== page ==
Kathleen who feels like an old friend; Ann who is just bloody cool. And a great-granny. Which just adds to how cool she is; Mr Sherman who has been a faithful and patient reader who never tells me I am boring, just politely and gently points out that I’ve already touched on that particular topic; Roberta  because she – another old friend – loves books too.  Nutty Cow because she blogs regularly and because I, who hurtled past the sign for 40 so fast I hardly saw it, am hugely flattered that anybody so young should read my often Grumpy Old Woman rants. And Primal Sneeze who doesn’t really do tags but who is getting one because he had a sense of humour big enough to laugh off the fact I call Him Her.


I don’t expect anybody to do anything with their award. Unless they feel compelled to pass it on, in which the only criteria would be that nominees have helped to feel you less lonely when you might otherwise have felt a little bereft of company.









10 Responses to “OutThere”

  1. nuttycow Says:

    Oh! Thank you!

    I just love your father’s letter. His style is very similar to yours (or yours is very similar to his, I suppose) – your mother must have loved getting letters from him.

    *sigh* I wish these were the days when it was still the norm to receive love letters.

  2. lori Says:

    Wow. You need a hug. I love reading your words. You should be more gentle and loving with yourself, I love how you decide the way things will be(or not) and not go all to pieces whether its “right” or not. And dear, it’s really all relative, i mean, if the photo you show is the view from your home i would trade at least 3 of my children to live in that solitude. In the small beach community i live in we are shoulder to shoulder, quite literally, we have the mountains at our back and the ocean at our feet and our neighbors on our right and left and coming out of our ears. It all makes me crazy. But i can only imagine how it must be for you. You are doing what alot of people really only dream about. Sending you a big hug.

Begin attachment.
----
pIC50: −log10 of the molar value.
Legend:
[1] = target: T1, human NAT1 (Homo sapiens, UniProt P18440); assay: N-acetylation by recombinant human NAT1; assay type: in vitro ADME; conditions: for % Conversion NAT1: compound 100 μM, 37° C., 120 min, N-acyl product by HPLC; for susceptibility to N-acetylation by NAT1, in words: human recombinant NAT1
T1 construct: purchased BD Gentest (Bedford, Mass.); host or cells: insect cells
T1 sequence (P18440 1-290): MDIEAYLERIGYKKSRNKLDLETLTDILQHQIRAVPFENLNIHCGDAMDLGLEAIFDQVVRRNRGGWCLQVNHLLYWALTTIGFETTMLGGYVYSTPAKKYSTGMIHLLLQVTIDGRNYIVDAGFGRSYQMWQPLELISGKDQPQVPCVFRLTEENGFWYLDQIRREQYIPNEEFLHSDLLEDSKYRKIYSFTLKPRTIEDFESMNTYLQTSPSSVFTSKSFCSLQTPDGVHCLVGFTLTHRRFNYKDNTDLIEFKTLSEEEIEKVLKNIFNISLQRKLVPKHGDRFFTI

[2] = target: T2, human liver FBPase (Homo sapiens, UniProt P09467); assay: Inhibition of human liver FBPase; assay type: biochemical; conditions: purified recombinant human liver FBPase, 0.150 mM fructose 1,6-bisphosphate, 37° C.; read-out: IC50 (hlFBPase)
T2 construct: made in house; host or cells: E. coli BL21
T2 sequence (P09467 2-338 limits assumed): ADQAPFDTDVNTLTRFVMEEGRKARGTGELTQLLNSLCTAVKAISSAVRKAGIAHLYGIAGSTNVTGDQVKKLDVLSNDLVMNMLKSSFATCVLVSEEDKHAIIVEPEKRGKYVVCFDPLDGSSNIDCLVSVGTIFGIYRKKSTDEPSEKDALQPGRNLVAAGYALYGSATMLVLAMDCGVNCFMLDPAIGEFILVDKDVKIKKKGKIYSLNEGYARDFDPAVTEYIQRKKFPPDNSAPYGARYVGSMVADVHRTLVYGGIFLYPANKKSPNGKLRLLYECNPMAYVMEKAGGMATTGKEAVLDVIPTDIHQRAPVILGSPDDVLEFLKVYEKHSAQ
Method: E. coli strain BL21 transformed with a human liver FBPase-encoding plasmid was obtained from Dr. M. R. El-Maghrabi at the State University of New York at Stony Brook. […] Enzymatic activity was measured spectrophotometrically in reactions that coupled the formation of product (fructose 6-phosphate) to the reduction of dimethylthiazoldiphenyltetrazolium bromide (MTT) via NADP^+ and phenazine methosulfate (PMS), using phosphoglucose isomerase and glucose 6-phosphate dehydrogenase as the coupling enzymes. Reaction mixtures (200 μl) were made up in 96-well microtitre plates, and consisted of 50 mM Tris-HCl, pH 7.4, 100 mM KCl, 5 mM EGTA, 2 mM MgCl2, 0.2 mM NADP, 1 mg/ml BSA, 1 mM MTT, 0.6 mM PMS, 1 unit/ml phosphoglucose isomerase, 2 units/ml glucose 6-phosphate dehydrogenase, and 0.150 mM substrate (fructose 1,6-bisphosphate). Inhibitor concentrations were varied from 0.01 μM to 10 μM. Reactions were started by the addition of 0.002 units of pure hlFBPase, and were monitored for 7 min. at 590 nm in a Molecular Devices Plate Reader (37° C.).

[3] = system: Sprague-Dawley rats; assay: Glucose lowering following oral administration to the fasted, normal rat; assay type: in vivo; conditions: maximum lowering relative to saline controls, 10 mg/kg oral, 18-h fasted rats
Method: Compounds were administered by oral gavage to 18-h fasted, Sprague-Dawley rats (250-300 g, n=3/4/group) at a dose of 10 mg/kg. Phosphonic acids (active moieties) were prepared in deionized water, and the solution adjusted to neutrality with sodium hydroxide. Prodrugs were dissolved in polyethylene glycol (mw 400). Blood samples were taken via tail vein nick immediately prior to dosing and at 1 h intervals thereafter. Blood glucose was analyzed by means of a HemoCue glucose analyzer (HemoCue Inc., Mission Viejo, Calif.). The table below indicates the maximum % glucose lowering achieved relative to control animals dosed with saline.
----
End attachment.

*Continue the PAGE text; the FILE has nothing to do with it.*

peace + love

  3. Roberta Says:

    I am so honored. (I had to click on the name to make sure you actually meant me!)

    I have made so many friends through this computer. People I will probably never meet “face to face”. Some I have had the great pleasure and joy to meet.

    I think this internet thing will stay around a while, don’t you?

    Thank you again. You are greatly admired for the life you live, the strength you have and the ability to convey it into words!

  4. Kathleen Says:

    Well I don’t know what to say to actaully being mentioned. I’m appreciative and appalled all at once. Its funny tho in reply to your post about being more eloquent in writing than in person, I am the opposite I can go on and on about “stuff” with comments from others like “how do you know all of this information” but when it comes to my blog I’m afraid I’m somewhat stilted. Its been an exercise for me and I’m afraid I have failed somewhat. I do know that I enjoy reading your blog a great deal and I do tell others that I have a “friend” in Africa that lives in an Outpost. Blog friendships are hard to explain to people that have no experience of it, but of all my friends that I have in person or in blogland its the blog friends that are the most unique to me. I will accept this “OutThere” award and will post it to my blog in honor of being accepted by my friend at the Outpost! Cheers!